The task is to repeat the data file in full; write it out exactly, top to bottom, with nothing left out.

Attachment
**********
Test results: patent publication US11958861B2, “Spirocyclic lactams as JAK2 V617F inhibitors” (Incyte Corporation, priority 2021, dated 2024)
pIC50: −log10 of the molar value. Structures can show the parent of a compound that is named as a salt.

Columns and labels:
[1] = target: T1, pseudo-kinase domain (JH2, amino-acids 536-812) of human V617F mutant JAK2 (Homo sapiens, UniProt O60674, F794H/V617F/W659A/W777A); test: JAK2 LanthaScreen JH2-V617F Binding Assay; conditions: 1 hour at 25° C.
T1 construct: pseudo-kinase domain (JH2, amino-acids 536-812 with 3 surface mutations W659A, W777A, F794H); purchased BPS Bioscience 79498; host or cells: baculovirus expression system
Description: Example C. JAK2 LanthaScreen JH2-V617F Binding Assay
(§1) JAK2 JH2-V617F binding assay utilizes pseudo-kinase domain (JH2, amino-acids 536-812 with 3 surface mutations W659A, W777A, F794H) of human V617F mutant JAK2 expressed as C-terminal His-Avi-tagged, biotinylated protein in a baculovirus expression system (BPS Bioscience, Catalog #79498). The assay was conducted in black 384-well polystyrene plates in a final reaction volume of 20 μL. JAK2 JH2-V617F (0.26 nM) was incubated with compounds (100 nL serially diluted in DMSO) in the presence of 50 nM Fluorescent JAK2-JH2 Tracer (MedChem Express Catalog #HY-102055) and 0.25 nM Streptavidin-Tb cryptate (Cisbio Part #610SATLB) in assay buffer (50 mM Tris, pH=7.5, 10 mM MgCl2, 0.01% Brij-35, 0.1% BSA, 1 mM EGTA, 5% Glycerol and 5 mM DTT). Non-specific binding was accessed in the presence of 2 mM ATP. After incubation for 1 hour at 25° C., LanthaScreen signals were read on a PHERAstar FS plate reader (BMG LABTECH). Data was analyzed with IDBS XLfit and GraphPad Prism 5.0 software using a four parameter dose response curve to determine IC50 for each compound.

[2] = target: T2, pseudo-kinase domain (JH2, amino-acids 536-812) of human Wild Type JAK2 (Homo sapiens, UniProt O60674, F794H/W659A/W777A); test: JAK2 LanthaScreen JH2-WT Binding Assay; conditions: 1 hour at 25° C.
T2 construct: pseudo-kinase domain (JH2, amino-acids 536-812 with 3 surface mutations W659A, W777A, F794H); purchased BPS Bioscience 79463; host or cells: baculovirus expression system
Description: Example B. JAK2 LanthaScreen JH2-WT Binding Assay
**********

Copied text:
Test results: patent publication US11958861B2, “Spirocyclic lactams as JAK2 V617F inhibitors” (Incyte Corporation, priority 2021, dated 2024)
pIC50: −log10 of the molar value. Structures can show the parent of a compound that is named as a salt.

Columns and labels:
[1] = target: T1, pseudo-kinase domain (JH2, amino-acids 536-812) of human V617F mutant JAK2 (Homo sapiens, UniProt O60674, F794H/V617F/W659A/W777A); test: JAK2 LanthaScreen JH2-V617F Binding Assay; conditions: 1 hour at 25° C.
T1 construct: pseudo-kinase domain (JH2, amino-acids 536-812 with 3 surface mutations W659A, W777A, F794H); purchased BPS Bioscience 79498; host or cells: baculovirus expression system
Description: Example C. JAK2 LanthaScreen JH2-V617F Binding Assay
(§1) JAK2 JH2-V617F binding assay utilizes pseudo-kinase domain (JH2, amino-acids 536-812 with 3 surface mutations W659A, W777A, F794H) of human V617F mutant JAK2 expressed as C-terminal His-Avi-tagged, biotinylated protein in a baculovirus expression system (BPS Bioscience, Catalog #79498). The assay was conducted in black 384-well polystyrene plates in a final reaction volume of 20 μL. JAK2 JH2-V617F (0.26 nM) was incubated with compounds (100 nL serially diluted in DMSO) in the presence of 50 nM Fluorescent JAK2-JH2 Tracer (MedChem Express Catalog #HY-102055) and 0.25 nM Streptavidin-Tb cryptate (Cisbio Part #610SATLB) in assay buffer (50 mM Tris, pH=7.5, 10 mM MgCl2, 0.01% Brij-35, 0.1% BSA, 1 mM EGTA, 5% Glycerol and 5 mM DTT). Non-specific binding was accessed in the presence of 2 mM ATP. After incubation for 1 hour at 25° C., LanthaScreen signals were read on a PHERAstar FS plate reader (BMG LABTECH). Data was analyzed with IDBS XLfit and GraphPad Prism 5.0 software using a four parameter dose response curve to determine IC50 for each compound.

[2] = target: T2, pseudo-kinase domain (JH2, amino-acids 536-812) of human Wild Type JAK2 (Homo sapiens, UniProt O60674, F794H/W659A/W777A); test: JAK2 LanthaScreen JH2-WT Binding Assay; conditions: 1 hour at 25° C.
T2 construct: pseudo-kinase domain (JH2, amino-acids 536-812 with 3 surface mutations W659A, W777A, F794H); purchased BPS Bioscience 79463; host or cells: baculovirus expression system
Description: Example B. JAK2 LanthaScreen JH2-WT Binding Assay